Bath and Bath Skyline

When: June 06, 2015
Where: Bath, England
How to get there? Train stop at Bath Spa from London Paddington which takes around 1.5 hours and can be really expensive (like at least 50 pounds return) so make sure you book early.

The City of Bath

Pultney Bridge 

The Cathedral

The Roman Baths

It has a nice Roman Bath which you need to pay. Personally not that exciting. I have seen this a long time ago and it is OK.  I rather walk around the city.


Sally Lunn's 

"Sally Lunn’s is much more than a world famous tea and eating house in the centre of the wonderful city of Bath England. This historic building is one of the oldest houses in Bath. Their kitchen museum shows the actual kitchen used by the legendary young Huguenot baker Sally Lunn in Georgian Bath to create the first Bath bun – an authentic regional speciality now known the world over."

And the Food
It is pretty good actually and not that expensive.   A savory bun will cost around 8 pounds, and plus Sally Lun's Home made blend tea for 2.80 pounds.

Sally Lun's Pudding

Salt Beef Bun

The Vegetarian Trencher
It is Ratatouille on a bun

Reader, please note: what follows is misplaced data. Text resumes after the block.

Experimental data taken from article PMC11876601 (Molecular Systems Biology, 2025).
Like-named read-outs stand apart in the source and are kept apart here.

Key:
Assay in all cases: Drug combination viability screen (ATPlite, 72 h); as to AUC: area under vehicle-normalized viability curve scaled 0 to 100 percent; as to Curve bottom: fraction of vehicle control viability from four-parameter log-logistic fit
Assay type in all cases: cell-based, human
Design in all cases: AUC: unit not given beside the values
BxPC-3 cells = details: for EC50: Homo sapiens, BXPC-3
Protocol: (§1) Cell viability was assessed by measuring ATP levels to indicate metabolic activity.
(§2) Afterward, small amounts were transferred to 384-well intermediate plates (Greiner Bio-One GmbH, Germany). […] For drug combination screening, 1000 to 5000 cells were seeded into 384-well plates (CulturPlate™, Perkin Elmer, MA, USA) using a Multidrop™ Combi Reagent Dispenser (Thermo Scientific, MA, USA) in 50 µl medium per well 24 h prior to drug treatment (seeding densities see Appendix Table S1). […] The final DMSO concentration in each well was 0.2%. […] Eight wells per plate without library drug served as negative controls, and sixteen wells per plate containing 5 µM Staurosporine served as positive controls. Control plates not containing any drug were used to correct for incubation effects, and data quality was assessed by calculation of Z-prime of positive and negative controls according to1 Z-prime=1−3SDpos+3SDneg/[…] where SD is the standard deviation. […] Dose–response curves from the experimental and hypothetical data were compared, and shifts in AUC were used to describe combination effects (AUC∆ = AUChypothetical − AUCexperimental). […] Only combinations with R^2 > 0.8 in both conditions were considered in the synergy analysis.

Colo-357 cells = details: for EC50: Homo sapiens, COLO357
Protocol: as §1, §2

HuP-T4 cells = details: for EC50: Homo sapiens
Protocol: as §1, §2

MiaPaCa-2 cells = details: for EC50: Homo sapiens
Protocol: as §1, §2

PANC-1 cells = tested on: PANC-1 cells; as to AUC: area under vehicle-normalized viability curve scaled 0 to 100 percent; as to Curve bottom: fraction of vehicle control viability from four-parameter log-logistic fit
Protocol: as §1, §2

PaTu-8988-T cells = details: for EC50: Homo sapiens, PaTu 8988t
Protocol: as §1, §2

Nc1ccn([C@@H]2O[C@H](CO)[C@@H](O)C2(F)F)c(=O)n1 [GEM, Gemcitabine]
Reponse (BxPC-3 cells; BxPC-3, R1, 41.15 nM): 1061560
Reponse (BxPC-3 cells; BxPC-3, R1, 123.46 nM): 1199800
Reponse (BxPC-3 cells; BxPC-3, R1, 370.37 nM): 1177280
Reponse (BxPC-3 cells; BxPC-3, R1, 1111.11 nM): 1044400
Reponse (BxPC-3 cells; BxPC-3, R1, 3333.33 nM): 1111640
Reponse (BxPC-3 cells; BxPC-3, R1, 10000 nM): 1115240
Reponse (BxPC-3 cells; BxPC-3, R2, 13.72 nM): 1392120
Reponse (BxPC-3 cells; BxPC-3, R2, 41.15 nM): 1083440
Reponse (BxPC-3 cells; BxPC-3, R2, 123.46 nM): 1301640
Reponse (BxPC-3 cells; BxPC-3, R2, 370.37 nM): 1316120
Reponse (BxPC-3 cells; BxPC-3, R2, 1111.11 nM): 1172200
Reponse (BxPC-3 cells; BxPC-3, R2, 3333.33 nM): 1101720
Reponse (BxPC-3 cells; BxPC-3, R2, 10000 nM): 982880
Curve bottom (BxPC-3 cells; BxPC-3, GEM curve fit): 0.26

The Welsh Rarebit Special
It is very similar to Croque Monsieur

And there's a museum downstairs where you can see where Sally Lunn originally baked the bun and where you can buy a bun for 1.80 pounds (and if you buy 3, you get 1 for free)
Sally Lun Bun with Home-made Cinnamon Butter

Bath Skyline

On a nice sunny weather, you can most likely do a day hike along the Bath Skyline and get a great view of the city of Bath. Here is the link for the Bath Skyline and is actually under the National Trust. Part of the path will lead you to Prior Park Landscape Garden which has a beautiful Palladian Bridge on a pond.

Prior Park Landscape Garden

Link here.
This is owned by National Trust and has a beautiful Palladian Bridge.

Woodland Playland Area

Sham Castle

It "is a folly in Bathampton overlooking the city of Bath, Somerset, England. It is a Grade II* listed building.[1] It is a screen wall with a central pointed arch flanked by two 3-storey circular turrets, which extend sideways to a 2-storey square tower at each end of the wall.[1] It was probably designed around 1755 by Sanderson Miller and built in 1762 by Richard James, master mason for Ralph Allen, "to improve the prospect" from Allen's town house in Bath.[2] Sham Castle is now illuminated at night." (Wikipedia)

It is a nice folly .. seems like you have a small castle and you can be the big giant!



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